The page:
“The President of the European Commission, Ursula von der Leyen, and the President of the United States, Joe Biden, announced a new EU-US partnership to help vaccinate the world,” says the community executive in a statement.
In the partnership signed within the scope of the United Nations General Assembly, which is taking place in New York and in which the two responsible parties participate, the “objective of achieving a global vaccination rate of 70% by the UNGA in 2022 [in September] was set. next year]”, points out the institution.
Called the EU-US Global Immunization Partnership, the initiative “will help expand supply, improve delivery coordination and remove bottlenecks in supply chains”.
In a joint position released today, Ursula von der Leyen and Joe Biden underline that “vaccination is the most effective response to the pandemic” and, “with the United States and Europe being technological leaders in advanced vaccination platforms, taking into account decades of investments in research and development”, it is “vital to aggressively pursue an agenda to vaccinate the world”.
“Coordinated US and EU leadership will help expand supply, deliver in a more coordinated and efficient way, and manage constraints on supply chains, [which] will show the strength of a transatlantic partnership in facilitating global immunization , while allowing for more progress through multilateral and regional initiatives”, stress the leaders.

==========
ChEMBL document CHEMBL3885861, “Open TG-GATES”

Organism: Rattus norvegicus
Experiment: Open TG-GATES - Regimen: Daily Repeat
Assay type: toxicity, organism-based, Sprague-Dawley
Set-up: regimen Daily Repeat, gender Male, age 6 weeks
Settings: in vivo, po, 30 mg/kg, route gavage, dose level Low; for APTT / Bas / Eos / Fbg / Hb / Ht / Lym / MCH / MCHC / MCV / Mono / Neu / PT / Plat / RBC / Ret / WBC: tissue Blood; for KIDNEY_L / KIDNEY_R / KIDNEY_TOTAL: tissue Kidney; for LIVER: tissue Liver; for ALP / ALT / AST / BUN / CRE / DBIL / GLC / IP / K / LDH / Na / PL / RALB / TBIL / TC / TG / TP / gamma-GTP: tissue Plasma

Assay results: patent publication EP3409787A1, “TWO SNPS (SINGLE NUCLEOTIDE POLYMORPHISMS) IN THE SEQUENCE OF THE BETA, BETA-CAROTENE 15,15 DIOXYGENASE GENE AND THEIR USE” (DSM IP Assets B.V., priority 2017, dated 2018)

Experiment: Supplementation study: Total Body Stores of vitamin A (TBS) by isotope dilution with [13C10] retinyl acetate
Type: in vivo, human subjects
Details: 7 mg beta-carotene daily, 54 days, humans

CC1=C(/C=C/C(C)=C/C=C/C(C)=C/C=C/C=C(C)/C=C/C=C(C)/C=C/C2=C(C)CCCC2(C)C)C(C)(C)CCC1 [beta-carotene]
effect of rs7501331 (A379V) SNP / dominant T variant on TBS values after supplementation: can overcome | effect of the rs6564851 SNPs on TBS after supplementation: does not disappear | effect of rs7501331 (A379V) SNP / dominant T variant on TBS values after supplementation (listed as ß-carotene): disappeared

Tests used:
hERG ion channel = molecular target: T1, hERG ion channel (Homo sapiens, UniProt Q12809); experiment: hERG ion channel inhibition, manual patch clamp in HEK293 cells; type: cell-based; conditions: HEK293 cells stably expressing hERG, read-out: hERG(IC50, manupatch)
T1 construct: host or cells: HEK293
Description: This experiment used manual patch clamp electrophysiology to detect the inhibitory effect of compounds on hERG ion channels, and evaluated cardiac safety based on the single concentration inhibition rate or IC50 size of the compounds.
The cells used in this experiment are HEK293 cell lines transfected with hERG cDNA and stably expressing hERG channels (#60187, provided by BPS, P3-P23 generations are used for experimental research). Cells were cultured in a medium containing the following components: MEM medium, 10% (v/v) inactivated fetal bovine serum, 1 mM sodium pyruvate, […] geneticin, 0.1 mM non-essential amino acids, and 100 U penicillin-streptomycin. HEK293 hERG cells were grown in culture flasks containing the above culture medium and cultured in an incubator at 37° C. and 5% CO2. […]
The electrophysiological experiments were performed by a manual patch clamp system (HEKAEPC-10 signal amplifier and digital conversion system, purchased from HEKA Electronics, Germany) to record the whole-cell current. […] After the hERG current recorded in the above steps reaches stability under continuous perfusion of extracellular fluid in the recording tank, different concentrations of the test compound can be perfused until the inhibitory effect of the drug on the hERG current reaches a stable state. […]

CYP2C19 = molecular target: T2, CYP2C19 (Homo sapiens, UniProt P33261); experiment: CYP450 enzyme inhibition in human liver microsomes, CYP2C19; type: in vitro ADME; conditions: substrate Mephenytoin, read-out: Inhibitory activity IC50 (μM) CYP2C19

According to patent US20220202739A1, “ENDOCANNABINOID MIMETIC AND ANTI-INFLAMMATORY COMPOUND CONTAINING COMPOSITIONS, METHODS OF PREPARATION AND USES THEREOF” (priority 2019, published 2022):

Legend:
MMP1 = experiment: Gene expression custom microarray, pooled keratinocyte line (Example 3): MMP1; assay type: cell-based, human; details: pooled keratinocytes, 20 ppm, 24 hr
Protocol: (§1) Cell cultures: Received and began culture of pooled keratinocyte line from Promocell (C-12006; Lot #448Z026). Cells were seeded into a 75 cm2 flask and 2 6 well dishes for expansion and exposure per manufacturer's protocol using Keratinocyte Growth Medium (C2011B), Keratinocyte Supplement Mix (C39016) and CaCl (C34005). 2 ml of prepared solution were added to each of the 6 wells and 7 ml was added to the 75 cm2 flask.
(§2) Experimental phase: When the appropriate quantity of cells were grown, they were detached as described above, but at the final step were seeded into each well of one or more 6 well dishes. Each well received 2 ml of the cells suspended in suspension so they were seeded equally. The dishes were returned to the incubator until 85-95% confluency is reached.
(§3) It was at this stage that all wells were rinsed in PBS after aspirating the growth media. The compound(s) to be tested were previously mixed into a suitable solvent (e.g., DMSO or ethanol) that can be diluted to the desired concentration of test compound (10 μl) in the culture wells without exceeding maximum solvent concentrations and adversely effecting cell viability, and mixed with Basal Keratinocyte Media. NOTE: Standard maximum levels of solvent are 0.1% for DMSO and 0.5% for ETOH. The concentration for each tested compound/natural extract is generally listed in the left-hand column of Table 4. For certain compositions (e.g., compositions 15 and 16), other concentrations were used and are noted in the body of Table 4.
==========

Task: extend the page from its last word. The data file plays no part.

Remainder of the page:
One of the commitments under this partnership is, from the outset, the sharing of vaccines with low- and middle-income countries, with the EU pledging to donate more than 500 million doses and the United States to provide more than 1.1 billion through the Covax global access mechanism.
Another goal is to ensure “readiness” in the availability of vaccines, with Brussels and Washington agreeing to support and coordinate vaccine delivery, logistics and immunization programs.
The EU and the United States are also committed to investing in the manufacture and distribution of vaccines and therapies and in overcoming the challenges of the supply chain.
Covid-19 has caused at least 4,705,691 deaths worldwide, out of more than 229.48 million infections with the new coronavirus recorded since the start of the pandemic, according to the latest report by the Agence France-Presse.
In Portugal, since March 2020, 17,933 people have died and 1,063,991 confirmed cases of infection have been recorded, according to data from the Directorate-General for Health.
The respiratory disease is caused by the SARS-CoV-2 coronavirus, detected in late 2019 in Wuhan, a city in central China, and currently with variants identified in countries such as the United Kingdom, India, South Africa, Brazil or Peru.